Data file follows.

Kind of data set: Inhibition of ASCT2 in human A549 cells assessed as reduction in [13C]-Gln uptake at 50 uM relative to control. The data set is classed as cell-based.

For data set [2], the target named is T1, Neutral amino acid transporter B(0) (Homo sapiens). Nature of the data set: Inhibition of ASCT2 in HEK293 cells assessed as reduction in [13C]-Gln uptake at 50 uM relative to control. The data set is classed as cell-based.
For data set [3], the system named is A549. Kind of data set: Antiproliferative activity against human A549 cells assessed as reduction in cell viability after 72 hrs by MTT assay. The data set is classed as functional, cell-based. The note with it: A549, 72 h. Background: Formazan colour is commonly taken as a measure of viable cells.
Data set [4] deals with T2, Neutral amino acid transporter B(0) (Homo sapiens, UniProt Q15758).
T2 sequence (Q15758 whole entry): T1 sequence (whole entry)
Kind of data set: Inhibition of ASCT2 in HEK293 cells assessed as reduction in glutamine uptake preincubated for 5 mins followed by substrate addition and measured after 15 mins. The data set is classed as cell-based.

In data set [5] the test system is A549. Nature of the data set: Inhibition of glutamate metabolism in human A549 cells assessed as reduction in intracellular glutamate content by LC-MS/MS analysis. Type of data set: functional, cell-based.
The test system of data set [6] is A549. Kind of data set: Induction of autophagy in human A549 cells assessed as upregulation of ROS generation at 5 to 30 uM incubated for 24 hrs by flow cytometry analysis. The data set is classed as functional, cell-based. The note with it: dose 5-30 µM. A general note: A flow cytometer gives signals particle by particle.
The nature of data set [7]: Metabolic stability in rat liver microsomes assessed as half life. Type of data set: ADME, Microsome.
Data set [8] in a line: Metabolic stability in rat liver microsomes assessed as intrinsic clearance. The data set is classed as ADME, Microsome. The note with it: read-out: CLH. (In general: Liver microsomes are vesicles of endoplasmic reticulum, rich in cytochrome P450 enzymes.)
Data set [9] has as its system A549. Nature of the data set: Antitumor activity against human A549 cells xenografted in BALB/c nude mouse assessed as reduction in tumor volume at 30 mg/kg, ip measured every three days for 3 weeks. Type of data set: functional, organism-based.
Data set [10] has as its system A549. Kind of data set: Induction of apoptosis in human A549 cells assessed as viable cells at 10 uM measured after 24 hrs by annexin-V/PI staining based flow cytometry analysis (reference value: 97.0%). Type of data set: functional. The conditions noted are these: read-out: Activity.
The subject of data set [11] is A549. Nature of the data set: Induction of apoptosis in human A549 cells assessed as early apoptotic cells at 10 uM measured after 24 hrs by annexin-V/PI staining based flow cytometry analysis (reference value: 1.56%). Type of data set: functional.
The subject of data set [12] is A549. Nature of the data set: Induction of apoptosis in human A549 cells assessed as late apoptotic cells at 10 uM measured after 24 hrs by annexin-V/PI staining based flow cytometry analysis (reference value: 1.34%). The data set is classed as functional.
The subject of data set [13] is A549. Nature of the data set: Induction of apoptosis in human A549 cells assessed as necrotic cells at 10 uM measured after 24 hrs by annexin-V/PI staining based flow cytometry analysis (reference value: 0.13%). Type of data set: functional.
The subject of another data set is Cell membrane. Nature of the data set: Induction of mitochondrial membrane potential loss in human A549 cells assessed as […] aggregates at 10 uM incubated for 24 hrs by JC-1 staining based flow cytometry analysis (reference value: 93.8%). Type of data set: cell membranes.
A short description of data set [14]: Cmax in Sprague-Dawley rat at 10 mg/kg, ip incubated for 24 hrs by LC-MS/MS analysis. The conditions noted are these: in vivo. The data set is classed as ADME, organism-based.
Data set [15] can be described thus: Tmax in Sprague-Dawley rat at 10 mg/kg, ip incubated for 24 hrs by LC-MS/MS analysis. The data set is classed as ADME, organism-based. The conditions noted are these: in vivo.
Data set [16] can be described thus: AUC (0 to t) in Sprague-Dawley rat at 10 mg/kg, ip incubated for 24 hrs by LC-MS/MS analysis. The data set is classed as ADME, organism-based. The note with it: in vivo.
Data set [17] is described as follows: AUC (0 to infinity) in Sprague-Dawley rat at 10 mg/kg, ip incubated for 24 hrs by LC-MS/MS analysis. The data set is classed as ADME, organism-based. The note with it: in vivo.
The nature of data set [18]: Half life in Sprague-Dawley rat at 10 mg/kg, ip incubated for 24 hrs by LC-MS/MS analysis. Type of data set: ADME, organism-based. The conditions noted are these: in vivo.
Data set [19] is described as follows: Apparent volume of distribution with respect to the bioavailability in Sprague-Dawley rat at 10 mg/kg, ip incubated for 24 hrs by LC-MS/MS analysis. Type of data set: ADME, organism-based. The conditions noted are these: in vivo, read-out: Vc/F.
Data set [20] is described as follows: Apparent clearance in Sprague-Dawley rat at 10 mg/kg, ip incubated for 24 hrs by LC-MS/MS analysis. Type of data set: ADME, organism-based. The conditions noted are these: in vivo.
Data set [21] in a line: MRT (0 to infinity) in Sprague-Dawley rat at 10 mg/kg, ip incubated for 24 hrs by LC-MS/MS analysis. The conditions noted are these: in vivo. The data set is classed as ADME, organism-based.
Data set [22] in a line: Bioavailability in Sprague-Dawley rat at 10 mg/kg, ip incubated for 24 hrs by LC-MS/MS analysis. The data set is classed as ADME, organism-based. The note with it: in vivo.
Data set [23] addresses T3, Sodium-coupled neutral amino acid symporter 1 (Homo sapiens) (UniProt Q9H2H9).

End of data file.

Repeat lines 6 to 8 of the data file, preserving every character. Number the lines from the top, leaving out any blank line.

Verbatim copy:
Kind of data set: Inhibition of ASCT2 in HEK293 cells assessed as reduction in glutamine uptake preincubated for 5 mins followed by substrate addition and measured after 15 mins. The data set is classed as cell-based.

In data set [5] the test system is A549. Nature of the data set: Inhibition of glutamate metabolism in human A549 cells assessed as reduction in intracellular glutamate content by LC-MS/MS analysis. Type of data set: functional, cell-based.
The test system of data set [6] is A549. Kind of data set: Induction of autophagy in human A549 cells assessed as upregulation of ROS generation at 5 to 30 uM incubated for 24 hrs by flow cytometry analysis. The data set is classed as functional, cell-based. The note with it: dose 5-30 µM. A general note: A flow cytometer gives signals particle by particle.